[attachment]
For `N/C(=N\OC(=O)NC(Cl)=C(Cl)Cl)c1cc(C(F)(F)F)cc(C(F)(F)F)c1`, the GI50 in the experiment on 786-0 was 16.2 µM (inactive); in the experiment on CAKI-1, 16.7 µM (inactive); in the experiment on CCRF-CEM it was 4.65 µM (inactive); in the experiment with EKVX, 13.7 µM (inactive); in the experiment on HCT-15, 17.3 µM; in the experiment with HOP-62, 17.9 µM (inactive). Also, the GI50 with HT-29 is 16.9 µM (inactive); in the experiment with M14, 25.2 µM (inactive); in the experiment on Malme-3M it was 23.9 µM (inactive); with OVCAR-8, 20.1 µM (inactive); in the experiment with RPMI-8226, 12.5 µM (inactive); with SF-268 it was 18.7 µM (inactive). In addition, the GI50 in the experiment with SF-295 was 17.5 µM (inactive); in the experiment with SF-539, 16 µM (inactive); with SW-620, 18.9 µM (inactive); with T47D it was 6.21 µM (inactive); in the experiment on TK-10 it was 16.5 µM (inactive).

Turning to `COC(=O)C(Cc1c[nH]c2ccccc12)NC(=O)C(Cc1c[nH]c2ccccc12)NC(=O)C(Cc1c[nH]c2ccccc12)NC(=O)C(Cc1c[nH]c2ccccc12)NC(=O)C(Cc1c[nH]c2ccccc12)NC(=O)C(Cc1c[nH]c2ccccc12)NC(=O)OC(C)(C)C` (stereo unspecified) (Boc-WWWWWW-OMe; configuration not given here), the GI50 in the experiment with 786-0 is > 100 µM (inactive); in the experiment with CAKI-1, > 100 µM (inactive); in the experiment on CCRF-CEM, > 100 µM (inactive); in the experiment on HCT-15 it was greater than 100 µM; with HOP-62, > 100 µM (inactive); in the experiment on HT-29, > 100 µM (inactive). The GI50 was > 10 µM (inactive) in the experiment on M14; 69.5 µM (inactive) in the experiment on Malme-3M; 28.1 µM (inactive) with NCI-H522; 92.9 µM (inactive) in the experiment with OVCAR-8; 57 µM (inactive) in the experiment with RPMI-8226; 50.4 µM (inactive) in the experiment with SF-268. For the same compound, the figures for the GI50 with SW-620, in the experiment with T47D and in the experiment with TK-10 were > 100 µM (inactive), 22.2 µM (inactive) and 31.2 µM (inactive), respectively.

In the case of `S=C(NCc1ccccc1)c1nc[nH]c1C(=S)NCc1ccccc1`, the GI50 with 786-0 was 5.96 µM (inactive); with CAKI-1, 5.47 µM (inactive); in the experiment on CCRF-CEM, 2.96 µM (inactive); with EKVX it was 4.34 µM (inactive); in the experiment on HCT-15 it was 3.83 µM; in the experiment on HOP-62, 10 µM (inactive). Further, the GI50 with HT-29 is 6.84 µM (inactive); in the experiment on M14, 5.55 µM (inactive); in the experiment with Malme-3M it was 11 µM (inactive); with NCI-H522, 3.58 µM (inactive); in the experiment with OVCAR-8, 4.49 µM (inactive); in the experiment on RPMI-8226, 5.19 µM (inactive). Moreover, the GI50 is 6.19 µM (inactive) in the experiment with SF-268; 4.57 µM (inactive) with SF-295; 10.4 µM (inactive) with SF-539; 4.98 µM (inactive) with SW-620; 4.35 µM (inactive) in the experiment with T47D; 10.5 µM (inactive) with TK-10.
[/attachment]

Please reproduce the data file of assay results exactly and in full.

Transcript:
For `N/C(=N\OC(=O)NC(Cl)=C(Cl)Cl)c1cc(C(F)(F)F)cc(C(F)(F)F)c1`, the GI50 in the experiment on 786-0 was 16.2 µM (inactive); in the experiment on CAKI-1, 16.7 µM (inactive); in the experiment on CCRF-CEM it was 4.65 µM (inactive); in the experiment with EKVX, 13.7 µM (inactive); in the experiment on HCT-15, 17.3 µM; in the experiment with HOP-62, 17.9 µM (inactive). Also, the GI50 with HT-29 is 16.9 µM (inactive); in the experiment with M14, 25.2 µM (inactive); in the experiment on Malme-3M it was 23.9 µM (inactive); with OVCAR-8, 20.1 µM (inactive); in the experiment with RPMI-8226, 12.5 µM (inactive); with SF-268 it was 18.7 µM (inactive). In addition, the GI50 in the experiment with SF-295 was 17.5 µM (inactive); in the experiment with SF-539, 16 µM (inactive); with SW-620, 18.9 µM (inactive); with T47D it was 6.21 µM (inactive); in the experiment on TK-10 it was 16.5 µM (inactive).

Turning to `COC(=O)C(Cc1c[nH]c2ccccc12)NC(=O)C(Cc1c[nH]c2ccccc12)NC(=O)C(Cc1c[nH]c2ccccc12)NC(=O)C(Cc1c[nH]c2ccccc12)NC(=O)C(Cc1c[nH]c2ccccc12)NC(=O)C(Cc1c[nH]c2ccccc12)NC(=O)OC(C)(C)C` (stereo unspecified) (Boc-WWWWWW-OMe; configuration not given here), the GI50 in the experiment with 786-0 is > 100 µM (inactive); in the experiment with CAKI-1, > 100 µM (inactive); in the experiment on CCRF-CEM, > 100 µM (inactive); in the experiment on HCT-15 it was greater than 100 µM; with HOP-62, > 100 µM (inactive); in the experiment on HT-29, > 100 µM (inactive). The GI50 was > 10 µM (inactive) in the experiment on M14; 69.5 µM (inactive) in the experiment on Malme-3M; 28.1 µM (inactive) with NCI-H522; 92.9 µM (inactive) in the experiment with OVCAR-8; 57 µM (inactive) in the experiment with RPMI-8226; 50.4 µM (inactive) in the experiment with SF-268. For the same compound, the figures for the GI50 with SW-620, in the experiment with T47D and in the experiment with TK-10 were > 100 µM (inactive), 22.2 µM (inactive) and 31.2 µM (inactive), respectively.

In the case of `S=C(NCc1ccccc1)c1nc[nH]c1C(=S)NCc1ccccc1`, the GI50 with 786-0 was 5.96 µM (inactive); with CAKI-1, 5.47 µM (inactive); in the experiment on CCRF-CEM, 2.96 µM (inactive); with EKVX it was 4.34 µM (inactive); in the experiment on HCT-15 it was 3.83 µM; in the experiment on HOP-62, 10 µM (inactive). Further, the GI50 with HT-29 is 6.84 µM (inactive); in the experiment on M14, 5.55 µM (inactive); in the experiment with Malme-3M it was 11 µM (inactive); with NCI-H522, 3.58 µM (inactive); in the experiment with OVCAR-8, 4.49 µM (inactive); in the experiment on RPMI-8226, 5.19 µM (inactive). Moreover, the GI50 is 6.19 µM (inactive) in the experiment with SF-268; 4.57 µM (inactive) with SF-295; 10.4 µM (inactive) with SF-539; 4.98 µM (inactive) with SW-620; 4.35 µM (inactive) in the experiment with T47D; 10.5 µM (inactive) with TK-10.